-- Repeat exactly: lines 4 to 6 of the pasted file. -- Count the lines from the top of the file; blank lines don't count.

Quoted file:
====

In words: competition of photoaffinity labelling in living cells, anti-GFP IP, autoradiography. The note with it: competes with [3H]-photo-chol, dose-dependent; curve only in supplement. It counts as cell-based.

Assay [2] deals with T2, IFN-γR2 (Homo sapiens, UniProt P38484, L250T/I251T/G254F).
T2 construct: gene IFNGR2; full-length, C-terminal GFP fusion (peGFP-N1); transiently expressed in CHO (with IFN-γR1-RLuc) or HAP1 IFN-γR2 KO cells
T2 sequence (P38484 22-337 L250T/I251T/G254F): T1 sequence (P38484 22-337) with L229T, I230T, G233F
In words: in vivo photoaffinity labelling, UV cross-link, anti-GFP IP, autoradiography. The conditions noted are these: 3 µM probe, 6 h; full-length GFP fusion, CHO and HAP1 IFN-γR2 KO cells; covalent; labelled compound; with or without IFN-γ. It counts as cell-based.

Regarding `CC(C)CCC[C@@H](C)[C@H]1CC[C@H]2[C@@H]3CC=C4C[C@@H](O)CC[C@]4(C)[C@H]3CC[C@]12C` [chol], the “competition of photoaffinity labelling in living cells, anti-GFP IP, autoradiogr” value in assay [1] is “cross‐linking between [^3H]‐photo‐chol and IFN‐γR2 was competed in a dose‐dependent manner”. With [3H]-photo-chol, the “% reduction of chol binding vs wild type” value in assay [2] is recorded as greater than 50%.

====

T2 sequence (P38484 22-337 L250T/I251T/G254F): T1 sequence (P38484 22-337) with L229T, I230T, G233F
In words: in vivo photoaffinity labelling, UV cross-link, anti-GFP IP, autoradiography. The conditions noted are these: 3 µM probe, 6 h; full-length GFP fusion, CHO and HAP1 IFN-γR2 KO cells; covalent; labelled compound; with or without IFN-γ. It counts as cell-based.

Regarding `CC(C)CCC[C@@H](C)[C@H]1CC[C@H]2[C@@H]3CC=C4C[C@@H](O)CC[C@]4(C)[C@H]3CC[C@]12C` [chol], the “competition of photoaffinity labelling in living cells, anti-GFP IP, autoradiogr” value in assay [1] is “cross‐linking between [^3H]‐photo‐chol and IFN‐γR2 was competed in a dose‐dependent manner”. With [3H]-photo-chol, the “% reduction of chol binding vs wild type” value in assay [2] is recorded as greater than 50%.